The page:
Staff Editorial: U.S.’s revolutionary twitter shut down

By Duke Staff

Can a Twitter account start a revolution? Probably not your Twitter, but the U.S. government may have achieved this in Cuba.

Launched in 2010, the U.S. Agency for International Development overtly created a network similar to Twitter called ZunZuneo. The program, now dissolved, operated through the country’s text messaging system to bypass government-censored Internet access and sendt coded, politically satirical messages to those subscribed to the service. According to The Atlantic, the service had 40,000 users, plenty of whom were unaware that it was backed by the U.S. government.

Brought to surface recently by an Associated Press exposé, ZunZuneo, USAID and the U.S. government were accused of promoting an uprising among the people of Cuba against their government. The U.S.’s response? A digital denial.

USAID claimed that the program was merely meant to “increase the flow of information,” AP reported. But the texts sent were far from “informational.” Messages that made light of the Castro brothers and other politicians were transmitted to thousands of users’ cellphones. Although innocent in practice, it’s clear that the messages were written to instigate a certain response from the public of Cuba and the U.S.’s denial only adds to the controversy.

The ZunZuneo network was deceptive in nature, but for all the right reasons. The U.S.’s idea of a public forum to send messages, organize demonstrations and communicate with likeminded individuals is a step forward for the island country that is so heavily restricted by government censorship. But simply because the act could have induced positive results does not mean the government should have meddled with another country.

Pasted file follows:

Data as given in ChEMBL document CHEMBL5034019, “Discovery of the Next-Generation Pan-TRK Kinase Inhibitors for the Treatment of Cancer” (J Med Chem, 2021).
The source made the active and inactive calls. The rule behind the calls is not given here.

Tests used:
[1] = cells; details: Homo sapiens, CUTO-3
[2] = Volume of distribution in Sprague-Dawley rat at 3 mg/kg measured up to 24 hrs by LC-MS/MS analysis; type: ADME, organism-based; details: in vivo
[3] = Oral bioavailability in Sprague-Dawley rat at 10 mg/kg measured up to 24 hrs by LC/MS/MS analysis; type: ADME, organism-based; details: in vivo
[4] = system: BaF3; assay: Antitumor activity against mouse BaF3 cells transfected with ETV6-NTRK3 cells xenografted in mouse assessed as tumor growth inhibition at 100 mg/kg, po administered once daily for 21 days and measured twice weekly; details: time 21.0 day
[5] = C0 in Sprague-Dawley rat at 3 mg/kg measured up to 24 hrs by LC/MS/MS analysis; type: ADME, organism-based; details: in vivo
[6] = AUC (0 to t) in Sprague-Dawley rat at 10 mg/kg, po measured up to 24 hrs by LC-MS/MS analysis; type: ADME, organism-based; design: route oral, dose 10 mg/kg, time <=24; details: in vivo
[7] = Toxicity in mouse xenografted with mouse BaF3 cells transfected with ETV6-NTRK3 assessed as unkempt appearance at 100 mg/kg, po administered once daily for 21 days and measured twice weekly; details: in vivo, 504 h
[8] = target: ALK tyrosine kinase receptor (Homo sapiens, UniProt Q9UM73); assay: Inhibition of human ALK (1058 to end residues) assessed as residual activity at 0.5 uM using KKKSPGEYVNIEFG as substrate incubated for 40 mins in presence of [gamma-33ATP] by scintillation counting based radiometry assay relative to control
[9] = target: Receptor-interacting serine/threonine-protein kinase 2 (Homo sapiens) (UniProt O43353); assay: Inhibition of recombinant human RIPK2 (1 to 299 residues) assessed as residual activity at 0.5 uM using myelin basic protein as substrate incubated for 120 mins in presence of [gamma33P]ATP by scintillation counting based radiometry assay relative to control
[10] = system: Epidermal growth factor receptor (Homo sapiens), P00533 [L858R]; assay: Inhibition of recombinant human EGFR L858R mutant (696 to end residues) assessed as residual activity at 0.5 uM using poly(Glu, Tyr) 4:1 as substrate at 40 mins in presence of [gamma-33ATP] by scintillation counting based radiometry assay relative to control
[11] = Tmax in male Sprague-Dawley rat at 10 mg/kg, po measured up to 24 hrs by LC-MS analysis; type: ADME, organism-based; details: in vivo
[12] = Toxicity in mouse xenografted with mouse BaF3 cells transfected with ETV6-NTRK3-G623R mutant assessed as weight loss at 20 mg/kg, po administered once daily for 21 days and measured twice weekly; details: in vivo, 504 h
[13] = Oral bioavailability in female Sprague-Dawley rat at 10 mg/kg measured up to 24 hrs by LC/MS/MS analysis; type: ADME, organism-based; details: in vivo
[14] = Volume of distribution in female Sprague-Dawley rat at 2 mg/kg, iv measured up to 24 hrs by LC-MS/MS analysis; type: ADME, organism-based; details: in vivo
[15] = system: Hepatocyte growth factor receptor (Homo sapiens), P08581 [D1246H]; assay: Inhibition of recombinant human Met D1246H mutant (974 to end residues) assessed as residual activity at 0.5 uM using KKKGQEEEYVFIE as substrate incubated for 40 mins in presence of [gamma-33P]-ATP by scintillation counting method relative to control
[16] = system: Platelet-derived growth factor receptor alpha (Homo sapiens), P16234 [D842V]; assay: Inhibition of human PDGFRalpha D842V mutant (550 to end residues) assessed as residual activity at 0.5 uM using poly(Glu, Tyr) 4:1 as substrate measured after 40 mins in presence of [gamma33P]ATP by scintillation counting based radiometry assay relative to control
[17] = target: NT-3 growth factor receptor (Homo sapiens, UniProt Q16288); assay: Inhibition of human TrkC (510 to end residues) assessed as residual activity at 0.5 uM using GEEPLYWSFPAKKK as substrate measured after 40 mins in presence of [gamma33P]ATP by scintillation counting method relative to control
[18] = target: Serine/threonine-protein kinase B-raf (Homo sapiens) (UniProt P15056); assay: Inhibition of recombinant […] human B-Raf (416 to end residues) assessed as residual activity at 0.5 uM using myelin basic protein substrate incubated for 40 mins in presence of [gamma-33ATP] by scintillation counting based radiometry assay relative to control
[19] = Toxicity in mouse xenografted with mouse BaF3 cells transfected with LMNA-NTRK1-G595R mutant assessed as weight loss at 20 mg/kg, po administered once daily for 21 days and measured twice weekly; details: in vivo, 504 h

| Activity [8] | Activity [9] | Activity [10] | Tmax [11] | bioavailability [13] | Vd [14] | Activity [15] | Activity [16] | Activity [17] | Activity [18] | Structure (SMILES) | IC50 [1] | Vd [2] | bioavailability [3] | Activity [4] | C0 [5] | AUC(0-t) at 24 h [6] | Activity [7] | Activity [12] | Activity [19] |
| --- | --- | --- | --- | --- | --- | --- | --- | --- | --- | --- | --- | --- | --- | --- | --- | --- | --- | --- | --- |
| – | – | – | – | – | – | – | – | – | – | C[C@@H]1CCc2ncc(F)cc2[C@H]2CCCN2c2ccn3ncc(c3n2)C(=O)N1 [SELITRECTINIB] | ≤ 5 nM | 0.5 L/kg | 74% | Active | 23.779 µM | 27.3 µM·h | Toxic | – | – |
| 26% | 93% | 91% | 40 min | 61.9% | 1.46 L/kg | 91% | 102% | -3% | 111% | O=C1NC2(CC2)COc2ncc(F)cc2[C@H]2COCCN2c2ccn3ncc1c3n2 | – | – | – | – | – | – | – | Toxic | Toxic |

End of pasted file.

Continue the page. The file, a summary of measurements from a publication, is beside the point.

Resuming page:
Throughout history America has taken on other countries internal conflicts in an attempt to help. Look at the democratic voting system enacted in Afghanistan. As of last week, it attracted close to 60 percent of 12 million citizens to participate in the voting polls, according to Reuters. The government has worked with others before to create lasting changes, but what’s been done in Cuba is hardly the right way of going about things. The actions show that we have taken it too far.

To spend years invested in a covert operation that purposely evades political officials in an attempt to inspire revolt among another country’s people can only cause more harm than good. Not only will this damage our already frail ties to Cuba, but it will also tighten up internal security as well.
While the intentions of the United States were progressive, our actions were not.

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